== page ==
Larry Kramer, outspoken AIDS activist and celebrated writer, has died
Susan Sontag called him “one of America’s most valuable troublemakers.” On Wednesday, the world lost a priceless soul.
Larry Kramer, the celebrated writer whose antagonistic activism helped shift America’s response to the AIDS crisis, died on May 27 in Manhattan at the age of 84. The cause was pneumonia, according to his husband, David Webster. Kramer had battled illness for much of his life. In 1989, he learned he’d contracted H.I.V., the virus that causes AIDS; he also developed liver disease and underwent a successful organ transplant in 2001.
Kramer’s life work significantly impacted the art world as well as human rights. He was an author, essayist and playwright, particularly celebrated for his 1985 autobiographical play The Normal Heart. Set during the rise of the AIDS crisis in New York City between 1981 and 1984, the play centers on the gay founder of a prominent H.I.V. advocacy group. Kramer’s protagonist favors loud, public confrontations, whereas his colleagues favor a calmer, privater approach, and the clash threatens to undermine their mutual mission.
The play paralleled real tensions within the budding AIDS advocacy movement at the time. Kramer was a fiery proponent of aggressive, disruptive protest as a tool to get the government to take the health crisis seriously. In 1981, he helped found the Gay Men’s Health Crisis, the first organization serving H.I.V.-positive individuals. As dramatized in The Normal Heart, Kramer’s fellow directors expelled him from the group a year later; he retaliated by calling them “a sad organization of sissies.”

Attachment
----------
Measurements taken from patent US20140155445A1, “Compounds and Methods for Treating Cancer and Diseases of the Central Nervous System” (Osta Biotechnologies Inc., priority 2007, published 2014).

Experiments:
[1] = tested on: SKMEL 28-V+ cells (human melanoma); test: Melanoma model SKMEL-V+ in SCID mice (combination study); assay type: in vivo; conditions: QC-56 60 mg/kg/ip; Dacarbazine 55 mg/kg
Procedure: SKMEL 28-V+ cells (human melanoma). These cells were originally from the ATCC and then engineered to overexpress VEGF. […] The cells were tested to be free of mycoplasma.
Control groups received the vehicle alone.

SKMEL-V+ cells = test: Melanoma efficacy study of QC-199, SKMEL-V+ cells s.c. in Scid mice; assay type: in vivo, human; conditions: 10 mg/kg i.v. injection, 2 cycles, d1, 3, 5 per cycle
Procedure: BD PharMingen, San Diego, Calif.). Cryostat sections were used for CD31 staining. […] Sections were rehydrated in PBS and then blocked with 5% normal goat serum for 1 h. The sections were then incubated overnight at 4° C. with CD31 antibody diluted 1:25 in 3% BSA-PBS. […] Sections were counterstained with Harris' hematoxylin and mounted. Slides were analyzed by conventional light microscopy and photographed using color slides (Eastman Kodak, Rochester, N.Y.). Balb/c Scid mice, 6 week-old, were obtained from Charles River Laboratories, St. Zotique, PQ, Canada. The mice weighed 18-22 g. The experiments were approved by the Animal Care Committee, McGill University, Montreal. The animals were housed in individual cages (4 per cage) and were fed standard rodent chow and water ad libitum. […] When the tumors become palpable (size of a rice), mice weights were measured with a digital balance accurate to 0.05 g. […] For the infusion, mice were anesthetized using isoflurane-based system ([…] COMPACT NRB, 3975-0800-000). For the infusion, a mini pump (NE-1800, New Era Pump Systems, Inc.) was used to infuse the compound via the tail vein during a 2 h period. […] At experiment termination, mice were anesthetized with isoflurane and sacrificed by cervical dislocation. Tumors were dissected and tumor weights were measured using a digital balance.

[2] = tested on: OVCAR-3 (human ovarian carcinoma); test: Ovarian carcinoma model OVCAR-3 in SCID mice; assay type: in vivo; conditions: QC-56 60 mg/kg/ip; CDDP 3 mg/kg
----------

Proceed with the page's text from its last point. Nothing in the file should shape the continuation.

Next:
Kramer went on to found a more combative group, Act Up (AIDS Coalition to Unleash Power), in 1987. They engaged in dramatic acts of civil disobedience to demand sped-up research and access to experimental antiviral drugs. In September 1989, for example, seven Act Up members chained themselves to the VIP balcony at the New York Stock Exchange to protest the high price of AZT, the only approved AIDS drug at the time. They also staged a massive, controversial die-in at St. Patrick's Cathedral in December 1989, protesting the Catholic church’s public opposition to safe sex education. It remains one of the largest protests ever staged against the church — 4,500 people showed up and more than 100 were arrested — and was dramatized on FX’s critically-acclaimed drama Pose in 2019.
Kramer was consistently direct in his criticisms, routinely accusing politicians of “murder” and “genocide.” According to The New York Times, he once introduced New York Mayor Edward I. Koch to his pet wheaten terrier as the man responsible for “killing Daddy’s friends.” But Kramer’s provocations were part of a more sophisticated strategy: to shock the public into confronting AIDS as a health emergency that affected the entire population, not just a marginalized few.
The author and activist also took aim at Dr. Anthony S. Fauci, longtime director of the National Institute of Allergy and Infectious Diseases, calling him “an incompetent idiot” and a killer in a letter published by The San Francisco Examiner in 1988. But the two became friends over the years; when Kramer had a liver transplant in 2001, Dr. Fauci helped get him into a lifesaving experimental drug trial afterward, according to The New York Times. Dr. Fauci acknowledged that Kramer played an “essential” role in the search for effective AIDS treatments, helping him to see how the federal bureaucracy was slowing down the search for lifesaving drugs.
Essentially, Kramer was the squeaky wheel who got the grease — with the effect of saving countless lives. “Once you got past the rhetoric,” Dr. Fauci told The New York Times for the writer’s obituary, “you found that Larry Kramer made a lot of sense, and that he had a heart of gold.”